Share This Page

Samsung considers split, tweaks shareholder return plans

| Tuesday, Nov. 29, 2016, 9:36 p.m.
In this Oct. 26, 2016 file photo, a visitor walks by Samsung Electronics TV screens at Korea Electronics Show or KES in Seoul, South Korea. Samsung Electronics said Tuesday, Nov. 29, it will increase shareholder returns and review its corporate structure.

Samsung Electronics revealed Tuesday it is considering whether to split into two companies in an effort to boost long-term value for shareholders.

In a statement, Samsung says among options for improving shareholder value is to create a “holding company structure.” Samsung is also exploring whether to list the company's shares on more international exchanges.

Samsung will beef up its shareholder return program, introduced last year. The company says it will increase dividends this year by 30 percent, bringing the annual amount to $3.4 billion. They will also start quarterly dividend payments in April, and allocate 50 percent of free cash flow in 2016 and 2017 to shareholder returns.

“We are committed to enhancing sustainable long-term value for our shareholders and to remaining good stewards of capital,” Dr. Oh-Hyun Kwon, CEO and vice chairman of Samsung Electronics, said in a statement Tuesday.

The push to boost shareholder value arrives after a pair of recalls by Samsung as well as a push by investor Elliott Management to shake up its corporate structure.

Elliott Management submitted proposals in October urging Samsung to initiate a split into a listed holding company and an operations company.

“Now is the time for real shareholder value, corporate governance and transparency improvements, which we believe will help Samsung Electronics achieve an equity market valuation that properly reflects its first-class portfolio of businesses,” a portion of the October letter said.

“We view the plan outlined by Samsung to be a constructive initial step,” Elliott affiliates Blake Capital and Potter Capital, through which the investment was made, said in an emailed statement.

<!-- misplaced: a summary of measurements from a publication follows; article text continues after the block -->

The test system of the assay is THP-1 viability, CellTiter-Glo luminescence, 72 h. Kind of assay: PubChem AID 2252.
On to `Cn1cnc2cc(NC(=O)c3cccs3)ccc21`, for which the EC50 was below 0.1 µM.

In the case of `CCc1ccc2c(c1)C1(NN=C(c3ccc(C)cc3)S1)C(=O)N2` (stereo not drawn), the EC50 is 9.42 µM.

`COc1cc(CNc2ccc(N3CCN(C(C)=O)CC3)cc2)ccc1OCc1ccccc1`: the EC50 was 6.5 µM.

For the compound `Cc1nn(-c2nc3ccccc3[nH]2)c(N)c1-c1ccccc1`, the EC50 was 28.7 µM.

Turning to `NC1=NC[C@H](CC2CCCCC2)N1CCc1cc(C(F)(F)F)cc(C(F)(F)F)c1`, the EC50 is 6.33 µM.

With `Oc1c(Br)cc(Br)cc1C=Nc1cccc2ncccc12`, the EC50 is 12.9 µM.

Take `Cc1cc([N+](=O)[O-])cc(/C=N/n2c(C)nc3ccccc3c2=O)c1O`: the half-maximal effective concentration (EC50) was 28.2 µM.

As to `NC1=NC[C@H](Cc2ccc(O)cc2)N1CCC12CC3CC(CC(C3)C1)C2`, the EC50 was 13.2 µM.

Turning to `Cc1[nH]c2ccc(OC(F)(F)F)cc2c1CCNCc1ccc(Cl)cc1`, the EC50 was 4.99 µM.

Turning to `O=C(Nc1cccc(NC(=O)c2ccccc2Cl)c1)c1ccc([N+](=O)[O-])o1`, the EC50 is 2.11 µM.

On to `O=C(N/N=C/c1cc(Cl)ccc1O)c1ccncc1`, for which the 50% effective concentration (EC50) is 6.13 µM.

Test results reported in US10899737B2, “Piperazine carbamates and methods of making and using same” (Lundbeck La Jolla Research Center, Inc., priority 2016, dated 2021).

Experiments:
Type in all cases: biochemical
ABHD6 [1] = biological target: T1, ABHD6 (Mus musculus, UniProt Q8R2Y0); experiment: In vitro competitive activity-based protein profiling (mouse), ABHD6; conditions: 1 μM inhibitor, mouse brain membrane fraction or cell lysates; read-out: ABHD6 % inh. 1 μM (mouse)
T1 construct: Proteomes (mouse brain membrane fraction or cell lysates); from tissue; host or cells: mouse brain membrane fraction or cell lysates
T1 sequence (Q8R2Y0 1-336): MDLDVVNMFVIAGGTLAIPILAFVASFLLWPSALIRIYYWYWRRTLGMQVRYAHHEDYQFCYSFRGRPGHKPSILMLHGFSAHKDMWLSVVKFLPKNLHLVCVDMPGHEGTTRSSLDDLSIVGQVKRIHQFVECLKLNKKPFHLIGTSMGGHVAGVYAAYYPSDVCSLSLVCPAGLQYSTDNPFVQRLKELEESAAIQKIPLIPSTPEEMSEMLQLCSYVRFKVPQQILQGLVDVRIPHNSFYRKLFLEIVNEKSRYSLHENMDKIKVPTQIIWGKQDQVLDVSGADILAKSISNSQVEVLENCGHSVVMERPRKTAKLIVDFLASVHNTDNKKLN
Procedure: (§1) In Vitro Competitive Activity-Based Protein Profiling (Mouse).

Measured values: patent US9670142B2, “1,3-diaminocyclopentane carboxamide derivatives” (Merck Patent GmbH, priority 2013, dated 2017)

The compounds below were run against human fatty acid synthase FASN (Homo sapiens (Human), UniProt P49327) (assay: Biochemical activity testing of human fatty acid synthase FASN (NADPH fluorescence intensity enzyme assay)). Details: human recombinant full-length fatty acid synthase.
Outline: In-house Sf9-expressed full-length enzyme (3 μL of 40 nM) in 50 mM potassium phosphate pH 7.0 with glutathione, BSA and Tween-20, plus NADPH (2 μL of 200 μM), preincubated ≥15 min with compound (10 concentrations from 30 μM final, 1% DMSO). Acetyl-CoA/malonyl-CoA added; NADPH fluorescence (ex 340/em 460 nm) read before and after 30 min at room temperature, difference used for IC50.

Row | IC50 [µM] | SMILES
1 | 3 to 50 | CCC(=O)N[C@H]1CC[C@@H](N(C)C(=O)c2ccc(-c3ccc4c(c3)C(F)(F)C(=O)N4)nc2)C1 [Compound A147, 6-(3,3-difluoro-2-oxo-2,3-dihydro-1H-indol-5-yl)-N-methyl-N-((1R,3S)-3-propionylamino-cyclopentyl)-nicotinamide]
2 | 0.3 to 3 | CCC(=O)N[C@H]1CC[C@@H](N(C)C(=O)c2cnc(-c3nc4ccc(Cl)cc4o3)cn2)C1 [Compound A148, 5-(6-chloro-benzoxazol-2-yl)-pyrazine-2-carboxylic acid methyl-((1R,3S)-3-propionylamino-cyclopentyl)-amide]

During the 2015 fiscal year, Samsung reported annual revenue of $171 billion, down from the previous year, with a stake in several businesses from electronics and smartphones to even life insurance.

A split could allow Samsung to better specialize, said Holger Mueller, an analyst at Constellation Research. “The sum of the parts is more valuable than the whole thing together.”

TribLIVE commenting policy

You are solely responsible for your comments and by using TribLive.com you agree to our Terms of Service.

We moderate comments. Our goal is to provide substantive commentary for a general readership. By screening submissions, we provide a space where readers can share intelligent and informed commentary that enhances the quality of our news and information.

While most comments will be posted if they are on-topic and not abusive, moderating decisions are subjective. We will make them as carefully and consistently as we can. Because of the volume of reader comments, we cannot review individual moderation decisions with readers.

We value thoughtful comments representing a range of views that make their point quickly and politely. We make an effort to protect discussions from repeated comments either by the same reader or different readers

We follow the same standards for taste as the daily newspaper. A few things we won't tolerate: personal attacks, obscenity, vulgarity, profanity (including expletives and letters followed by dashes), commercial promotion, impersonations, incoherence, proselytizing and SHOUTING. Don't include URLs to Web sites.

We do not edit comments. They are either approved or deleted. We reserve the right to edit a comment that is quoted or excerpted in an article. In this case, we may fix spelling and punctuation.

We welcome strong opinions and criticism of our work, but we don't want comments to become bogged down with discussions of our policies and we will moderate accordingly.

We appreciate it when readers and people quoted in articles or blog posts point out errors of fact or emphasis and will investigate all assertions. But these suggestions should be sent via e-mail. To avoid distracting other readers, we won't publish comments that suggest a correction. Instead, corrections will be made in a blog post or in an article.